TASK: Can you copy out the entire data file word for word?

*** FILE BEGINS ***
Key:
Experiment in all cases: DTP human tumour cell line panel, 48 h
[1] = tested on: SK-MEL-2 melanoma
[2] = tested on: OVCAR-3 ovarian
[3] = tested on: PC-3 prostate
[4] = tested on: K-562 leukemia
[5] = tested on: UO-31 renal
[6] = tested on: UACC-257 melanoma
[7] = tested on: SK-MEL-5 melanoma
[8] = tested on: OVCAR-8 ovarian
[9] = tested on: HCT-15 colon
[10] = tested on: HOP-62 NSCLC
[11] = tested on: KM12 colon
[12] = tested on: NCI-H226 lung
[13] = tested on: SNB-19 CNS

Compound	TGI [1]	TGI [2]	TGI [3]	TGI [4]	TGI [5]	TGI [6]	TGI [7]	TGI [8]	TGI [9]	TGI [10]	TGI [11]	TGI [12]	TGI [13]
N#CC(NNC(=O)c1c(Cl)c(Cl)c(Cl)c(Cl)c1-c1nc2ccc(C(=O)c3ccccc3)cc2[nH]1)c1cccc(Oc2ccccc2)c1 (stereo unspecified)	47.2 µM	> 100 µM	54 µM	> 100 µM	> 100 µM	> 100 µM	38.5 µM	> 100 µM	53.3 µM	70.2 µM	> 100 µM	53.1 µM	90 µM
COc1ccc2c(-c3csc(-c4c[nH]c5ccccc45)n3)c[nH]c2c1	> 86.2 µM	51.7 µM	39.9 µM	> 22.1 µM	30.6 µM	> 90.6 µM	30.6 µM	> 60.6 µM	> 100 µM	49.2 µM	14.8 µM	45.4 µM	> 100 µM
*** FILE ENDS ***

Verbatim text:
Key:
Experiment in all cases: DTP human tumour cell line panel, 48 h
[1] = tested on: SK-MEL-2 melanoma
[2] = tested on: OVCAR-3 ovarian
[3] = tested on: PC-3 prostate
[4] = tested on: K-562 leukemia
[5] = tested on: UO-31 renal
[6] = tested on: UACC-257 melanoma
[7] = tested on: SK-MEL-5 melanoma
[8] = tested on: OVCAR-8 ovarian
[9] = tested on: HCT-15 colon
[10] = tested on: HOP-62 NSCLC
[11] = tested on: KM12 colon
[12] = tested on: NCI-H226 lung
[13] = tested on: SNB-19 CNS

Compound	TGI [1]	TGI [2]	TGI [3]	TGI [4]	TGI [5]	TGI [6]	TGI [7]	TGI [8]	TGI [9]	TGI [10]	TGI [11]	TGI [12]	TGI [13]
N#CC(NNC(=O)c1c(Cl)c(Cl)c(Cl)c(Cl)c1-c1nc2ccc(C(=O)c3ccccc3)cc2[nH]1)c1cccc(Oc2ccccc2)c1 (stereo unspecified)	47.2 µM	> 100 µM	54 µM	> 100 µM	> 100 µM	> 100 µM	38.5 µM	> 100 µM	53.3 µM	70.2 µM	> 100 µM	53.1 µM	90 µM
COc1ccc2c(-c3csc(-c4c[nH]c5ccccc45)n3)c[nH]c2c1	> 86.2 µM	51.7 µM	39.9 µM	> 22.1 µM	30.6 µM	> 90.6 µM	30.6 µM	> 60.6 µM	> 100 µM	49.2 µM	14.8 µM	45.4 µM	> 100 µM